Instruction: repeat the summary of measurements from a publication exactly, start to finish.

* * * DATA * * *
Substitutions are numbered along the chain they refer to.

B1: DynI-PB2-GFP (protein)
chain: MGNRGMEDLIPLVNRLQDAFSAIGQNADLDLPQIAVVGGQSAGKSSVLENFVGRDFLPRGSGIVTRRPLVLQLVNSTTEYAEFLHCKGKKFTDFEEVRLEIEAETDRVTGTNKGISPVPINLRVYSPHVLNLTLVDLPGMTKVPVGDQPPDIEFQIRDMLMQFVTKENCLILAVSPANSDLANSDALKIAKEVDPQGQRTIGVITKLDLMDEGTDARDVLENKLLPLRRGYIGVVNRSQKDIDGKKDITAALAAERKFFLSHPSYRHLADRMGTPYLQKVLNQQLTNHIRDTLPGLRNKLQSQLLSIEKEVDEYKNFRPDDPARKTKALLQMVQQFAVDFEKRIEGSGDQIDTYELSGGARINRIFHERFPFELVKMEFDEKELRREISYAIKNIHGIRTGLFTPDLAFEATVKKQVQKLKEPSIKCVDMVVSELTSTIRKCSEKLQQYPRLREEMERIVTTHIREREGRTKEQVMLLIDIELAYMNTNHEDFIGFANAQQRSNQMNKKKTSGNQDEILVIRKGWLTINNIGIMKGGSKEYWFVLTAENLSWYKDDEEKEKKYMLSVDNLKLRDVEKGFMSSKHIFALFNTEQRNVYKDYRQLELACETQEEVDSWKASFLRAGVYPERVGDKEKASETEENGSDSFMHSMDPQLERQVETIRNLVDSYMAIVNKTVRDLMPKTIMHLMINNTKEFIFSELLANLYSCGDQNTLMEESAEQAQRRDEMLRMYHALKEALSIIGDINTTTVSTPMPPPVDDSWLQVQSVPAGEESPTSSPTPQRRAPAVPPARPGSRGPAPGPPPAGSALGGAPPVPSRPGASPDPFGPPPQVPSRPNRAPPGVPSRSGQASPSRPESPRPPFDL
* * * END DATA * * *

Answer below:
Substitutions are numbered along the chain they refer to.

B1: DynI-PB2-GFP (protein)
chain: MGNRGMEDLIPLVNRLQDAFSAIGQNADLDLPQIAVVGGQSAGKSSVLENFVGRDFLPRGSGIVTRRPLVLQLVNSTTEYAEFLHCKGKKFTDFEEVRLEIEAETDRVTGTNKGISPVPINLRVYSPHVLNLTLVDLPGMTKVPVGDQPPDIEFQIRDMLMQFVTKENCLILAVSPANSDLANSDALKIAKEVDPQGQRTIGVITKLDLMDEGTDARDVLENKLLPLRRGYIGVVNRSQKDIDGKKDITAALAAERKFFLSHPSYRHLADRMGTPYLQKVLNQQLTNHIRDTLPGLRNKLQSQLLSIEKEVDEYKNFRPDDPARKTKALLQMVQQFAVDFEKRIEGSGDQIDTYELSGGARINRIFHERFPFELVKMEFDEKELRREISYAIKNIHGIRTGLFTPDLAFEATVKKQVQKLKEPSIKCVDMVVSELTSTIRKCSEKLQQYPRLREEMERIVTTHIREREGRTKEQVMLLIDIELAYMNTNHEDFIGFANAQQRSNQMNKKKTSGNQDEILVIRKGWLTINNIGIMKGGSKEYWFVLTAENLSWYKDDEEKEKKYMLSVDNLKLRDVEKGFMSSKHIFALFNTEQRNVYKDYRQLELACETQEEVDSWKASFLRAGVYPERVGDKEKASETEENGSDSFMHSMDPQLERQVETIRNLVDSYMAIVNKTVRDLMPKTIMHLMINNTKEFIFSELLANLYSCGDQNTLMEESAEQAQRRDEMLRMYHALKEALSIIGDINTTTVSTPMPPPVDDSWLQVQSVPAGEESPTSSPTPQRRAPAVPPARPGSRGPAPGPPPAGSALGGAPPVPSRPGASPDPFGPPPQVPSRPNRAPPGVPSRSGQASPSRPESPRPPFDL